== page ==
World Bulletin / News Desk
The state of emergency was lifted with a sweeping majority vote -- only 8 abstentions and no opposition -- in a 547-seat House of Representatives, the lower house of parliament.
The state of emergency was imposed for a period of six months following years of unrest -- a second one after the October 2016 martial law that lasted for ten months.
Speaking at the house, most parliamentarians said there were relative peace across the country, rendering the state of emergency irrelevant.
However, a few parliamentarians expressed reservations over the recent clashes in Borena and Gedeo zones in Oromia and southern Ethiopia regional states respectively that resulted in the displacement of hundreds of thousands of people.
Ethiopia has been relatively seeing revival of hope after new Prime Minister Dr. Abiy Ahmed -- Africa’s youngest leader to date -- came to power.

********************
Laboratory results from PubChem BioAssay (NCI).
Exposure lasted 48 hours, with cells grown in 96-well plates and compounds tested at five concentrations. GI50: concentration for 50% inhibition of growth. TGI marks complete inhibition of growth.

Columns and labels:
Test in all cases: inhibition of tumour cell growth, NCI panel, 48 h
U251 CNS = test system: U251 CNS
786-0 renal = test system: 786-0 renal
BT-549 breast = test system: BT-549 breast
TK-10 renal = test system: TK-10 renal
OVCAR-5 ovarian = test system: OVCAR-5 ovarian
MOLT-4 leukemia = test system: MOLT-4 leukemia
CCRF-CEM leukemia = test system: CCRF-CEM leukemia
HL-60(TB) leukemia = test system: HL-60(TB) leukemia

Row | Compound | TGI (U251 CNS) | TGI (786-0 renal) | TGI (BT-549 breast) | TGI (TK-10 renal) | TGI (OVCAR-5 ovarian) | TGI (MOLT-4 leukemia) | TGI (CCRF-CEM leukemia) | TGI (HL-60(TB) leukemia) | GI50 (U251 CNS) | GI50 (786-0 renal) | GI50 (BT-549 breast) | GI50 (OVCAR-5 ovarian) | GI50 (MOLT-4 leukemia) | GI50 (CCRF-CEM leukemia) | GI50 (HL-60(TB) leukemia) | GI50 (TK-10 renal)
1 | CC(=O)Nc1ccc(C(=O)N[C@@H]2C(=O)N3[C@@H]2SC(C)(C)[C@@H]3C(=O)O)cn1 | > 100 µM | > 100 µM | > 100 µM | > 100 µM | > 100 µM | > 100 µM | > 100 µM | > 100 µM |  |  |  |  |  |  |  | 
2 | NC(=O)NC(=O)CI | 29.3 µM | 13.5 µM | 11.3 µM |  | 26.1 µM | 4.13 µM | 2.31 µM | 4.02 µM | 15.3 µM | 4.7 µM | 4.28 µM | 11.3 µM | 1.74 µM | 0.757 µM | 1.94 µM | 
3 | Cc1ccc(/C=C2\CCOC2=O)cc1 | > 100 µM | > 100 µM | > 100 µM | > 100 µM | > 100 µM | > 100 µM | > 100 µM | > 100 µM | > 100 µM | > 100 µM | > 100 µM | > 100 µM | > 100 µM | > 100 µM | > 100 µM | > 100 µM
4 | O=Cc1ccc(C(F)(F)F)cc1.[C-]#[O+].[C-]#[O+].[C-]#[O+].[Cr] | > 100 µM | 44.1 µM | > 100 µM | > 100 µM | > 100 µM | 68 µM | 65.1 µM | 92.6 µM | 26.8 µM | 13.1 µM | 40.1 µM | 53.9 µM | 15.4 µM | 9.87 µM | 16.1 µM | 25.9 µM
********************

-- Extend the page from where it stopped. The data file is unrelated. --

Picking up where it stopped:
In his 60 days in power, Abiy, who hailed from the Oromo -- the largest ethnic group in the country -- delivered on much of the promises he made including release of political prisoners.
Defense Minister Motuma Mekasa told parliamentarians that the State of Emergency has more harm than good.
Admitting that there had been instances of unrest in some parts, the minister said those kinds of problems could be tackled by taking political measures and handled by regional security forces.
“Those kinds of problems were taking place with or without the state of emergency,” he said, adding the state of emergency had negative impact on tourism and smooth flow of investment in the country.